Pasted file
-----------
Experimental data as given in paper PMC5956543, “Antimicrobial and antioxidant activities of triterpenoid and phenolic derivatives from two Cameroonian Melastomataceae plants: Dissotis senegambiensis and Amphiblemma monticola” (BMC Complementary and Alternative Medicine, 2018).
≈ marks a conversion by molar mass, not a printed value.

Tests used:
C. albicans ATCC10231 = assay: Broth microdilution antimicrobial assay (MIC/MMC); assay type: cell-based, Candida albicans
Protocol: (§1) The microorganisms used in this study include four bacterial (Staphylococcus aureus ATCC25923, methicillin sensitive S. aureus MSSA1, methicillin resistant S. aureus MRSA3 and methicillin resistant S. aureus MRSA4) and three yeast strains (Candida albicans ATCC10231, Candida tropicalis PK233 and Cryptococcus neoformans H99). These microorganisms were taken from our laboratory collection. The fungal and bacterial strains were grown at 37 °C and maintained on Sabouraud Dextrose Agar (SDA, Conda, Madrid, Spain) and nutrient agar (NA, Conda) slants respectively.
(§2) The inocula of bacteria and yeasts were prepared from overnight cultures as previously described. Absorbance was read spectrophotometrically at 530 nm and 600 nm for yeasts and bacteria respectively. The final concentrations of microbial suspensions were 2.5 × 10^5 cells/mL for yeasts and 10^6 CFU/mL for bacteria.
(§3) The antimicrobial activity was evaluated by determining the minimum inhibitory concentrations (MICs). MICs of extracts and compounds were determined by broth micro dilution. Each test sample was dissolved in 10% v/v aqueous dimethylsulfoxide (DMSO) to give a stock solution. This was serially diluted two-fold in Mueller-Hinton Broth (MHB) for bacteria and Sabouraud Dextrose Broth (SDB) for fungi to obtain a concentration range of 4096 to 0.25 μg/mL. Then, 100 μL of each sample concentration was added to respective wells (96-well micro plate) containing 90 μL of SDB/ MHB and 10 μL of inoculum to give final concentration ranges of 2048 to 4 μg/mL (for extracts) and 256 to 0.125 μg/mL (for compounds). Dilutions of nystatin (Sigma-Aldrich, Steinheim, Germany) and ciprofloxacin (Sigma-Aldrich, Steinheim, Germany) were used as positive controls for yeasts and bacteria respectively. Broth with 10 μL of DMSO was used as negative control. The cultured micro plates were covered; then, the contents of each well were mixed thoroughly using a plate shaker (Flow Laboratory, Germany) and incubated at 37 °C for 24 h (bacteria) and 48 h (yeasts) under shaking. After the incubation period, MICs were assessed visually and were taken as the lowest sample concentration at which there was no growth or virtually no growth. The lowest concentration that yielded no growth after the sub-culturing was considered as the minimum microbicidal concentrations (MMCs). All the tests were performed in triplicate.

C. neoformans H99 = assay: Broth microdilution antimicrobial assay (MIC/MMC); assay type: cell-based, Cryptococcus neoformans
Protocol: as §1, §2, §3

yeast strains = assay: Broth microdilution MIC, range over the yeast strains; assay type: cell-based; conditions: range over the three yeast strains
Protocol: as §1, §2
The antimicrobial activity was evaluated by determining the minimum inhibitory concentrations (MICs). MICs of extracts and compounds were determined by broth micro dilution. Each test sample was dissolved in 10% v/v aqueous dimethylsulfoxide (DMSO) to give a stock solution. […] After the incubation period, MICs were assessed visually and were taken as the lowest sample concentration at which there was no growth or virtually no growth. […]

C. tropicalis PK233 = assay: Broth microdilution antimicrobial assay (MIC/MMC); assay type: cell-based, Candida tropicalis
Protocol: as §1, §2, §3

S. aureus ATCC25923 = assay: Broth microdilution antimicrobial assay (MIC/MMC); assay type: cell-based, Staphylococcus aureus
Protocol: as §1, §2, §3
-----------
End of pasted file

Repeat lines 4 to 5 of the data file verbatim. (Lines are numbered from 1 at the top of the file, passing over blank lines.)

C. albicans ATCC10231 = assay: Broth microdilution antimicrobial assay (MIC/MMC); assay type: cell-based, Candida albicans
Protocol: (§1) The microorganisms used in this study include four bacterial (Staphylococcus aureus ATCC25923, methicillin sensitive S. aureus MSSA1, methicillin resistant S. aureus MRSA3 and methicillin resistant S. aureus MRSA4) and three yeast strains (Candida albicans ATCC10231, Candida tropicalis PK233 and Cryptococcus neoformans H99). These microorganisms were taken from our laboratory collection. The fungal and bacterial strains were grown at 37 °C and maintained on Sabouraud Dextrose Agar (SDA, Conda, Madrid, Spain) and nutrient agar (NA, Conda) slants respectively.